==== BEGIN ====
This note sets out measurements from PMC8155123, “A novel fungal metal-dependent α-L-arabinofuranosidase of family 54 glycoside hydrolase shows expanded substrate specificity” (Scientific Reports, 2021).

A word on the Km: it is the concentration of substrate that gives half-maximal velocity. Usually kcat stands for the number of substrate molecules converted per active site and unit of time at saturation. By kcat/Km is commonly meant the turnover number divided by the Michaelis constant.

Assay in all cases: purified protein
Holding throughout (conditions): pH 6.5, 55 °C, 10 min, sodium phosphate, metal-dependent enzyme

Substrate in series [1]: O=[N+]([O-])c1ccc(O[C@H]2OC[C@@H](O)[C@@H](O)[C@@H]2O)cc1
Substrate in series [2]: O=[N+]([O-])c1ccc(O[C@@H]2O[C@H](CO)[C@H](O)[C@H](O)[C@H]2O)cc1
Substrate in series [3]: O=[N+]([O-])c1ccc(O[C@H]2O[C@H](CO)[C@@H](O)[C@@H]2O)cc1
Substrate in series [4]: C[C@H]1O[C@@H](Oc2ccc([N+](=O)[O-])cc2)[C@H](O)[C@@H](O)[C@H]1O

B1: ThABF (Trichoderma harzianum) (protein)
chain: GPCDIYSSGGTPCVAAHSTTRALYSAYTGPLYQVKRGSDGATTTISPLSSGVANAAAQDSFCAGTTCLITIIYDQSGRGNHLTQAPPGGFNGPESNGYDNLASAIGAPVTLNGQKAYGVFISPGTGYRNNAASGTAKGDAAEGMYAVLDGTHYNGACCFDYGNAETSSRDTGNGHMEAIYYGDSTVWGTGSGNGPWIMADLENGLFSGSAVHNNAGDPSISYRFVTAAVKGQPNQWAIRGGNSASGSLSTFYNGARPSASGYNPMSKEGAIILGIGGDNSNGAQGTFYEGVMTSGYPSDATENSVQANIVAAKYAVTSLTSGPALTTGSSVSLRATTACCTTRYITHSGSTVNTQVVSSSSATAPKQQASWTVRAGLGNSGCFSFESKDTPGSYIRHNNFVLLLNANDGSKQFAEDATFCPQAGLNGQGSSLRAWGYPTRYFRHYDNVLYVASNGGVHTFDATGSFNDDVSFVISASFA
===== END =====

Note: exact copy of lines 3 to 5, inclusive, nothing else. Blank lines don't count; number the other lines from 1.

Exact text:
Assay in all cases: purified protein
Holding throughout (conditions): pH 6.5, 55 °C, 10 min, sodium phosphate, metal-dependent enzyme

Substrate in series [1]: O=[N+]([O-])c1ccc(O[C@H]2OC[C@@H](O)[C@@H](O)[C@@H]2O)cc1